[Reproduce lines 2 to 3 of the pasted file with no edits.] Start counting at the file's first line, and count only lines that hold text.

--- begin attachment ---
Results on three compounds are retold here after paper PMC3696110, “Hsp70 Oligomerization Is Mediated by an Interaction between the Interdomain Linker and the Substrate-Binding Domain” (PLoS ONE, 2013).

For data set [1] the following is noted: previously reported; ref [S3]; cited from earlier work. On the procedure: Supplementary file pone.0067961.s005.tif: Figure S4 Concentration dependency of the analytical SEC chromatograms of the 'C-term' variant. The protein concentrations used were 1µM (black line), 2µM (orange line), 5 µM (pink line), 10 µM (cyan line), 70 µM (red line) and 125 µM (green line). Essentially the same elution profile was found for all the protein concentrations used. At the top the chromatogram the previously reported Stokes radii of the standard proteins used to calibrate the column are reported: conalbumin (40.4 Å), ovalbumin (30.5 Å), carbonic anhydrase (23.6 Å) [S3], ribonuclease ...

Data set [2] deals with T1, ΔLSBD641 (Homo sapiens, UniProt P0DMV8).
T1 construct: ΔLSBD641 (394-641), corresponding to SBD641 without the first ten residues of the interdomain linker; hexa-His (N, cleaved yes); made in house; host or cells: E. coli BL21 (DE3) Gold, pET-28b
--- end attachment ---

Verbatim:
For data set [1] the following is noted: previously reported; ref [S3]; cited from earlier work. On the procedure: Supplementary file pone.0067961.s005.tif: Figure S4 Concentration dependency of the analytical SEC chromatograms of the 'C-term' variant. The protein concentrations used were 1µM (black line), 2µM (orange line), 5 µM (pink line), 10 µM (cyan line), 70 µM (red line) and 125 µM (green line). Essentially the same elution profile was found for all the protein concentrations used. At the top the chromatogram the previously reported Stokes radii of the standard proteins used to calibrate the column are reported: conalbumin (40.4 Å), ovalbumin (30.5 Å), carbonic anhydrase (23.6 Å) [S3], ribonuclease ...

Data set [2] deals with T1, ΔLSBD641 (Homo sapiens, UniProt P0DMV8).